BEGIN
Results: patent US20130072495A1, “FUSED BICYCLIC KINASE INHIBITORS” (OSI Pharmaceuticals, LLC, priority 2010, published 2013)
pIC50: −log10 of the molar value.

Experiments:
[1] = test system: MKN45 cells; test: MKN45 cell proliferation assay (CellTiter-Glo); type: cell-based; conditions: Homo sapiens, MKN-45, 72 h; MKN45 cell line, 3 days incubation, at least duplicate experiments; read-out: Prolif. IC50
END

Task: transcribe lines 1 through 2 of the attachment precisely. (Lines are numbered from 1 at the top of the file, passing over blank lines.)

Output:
Results: patent US20130072495A1, “FUSED BICYCLIC KINASE INHIBITORS” (OSI Pharmaceuticals, LLC, priority 2010, published 2013)
pIC50: −log10 of the molar value.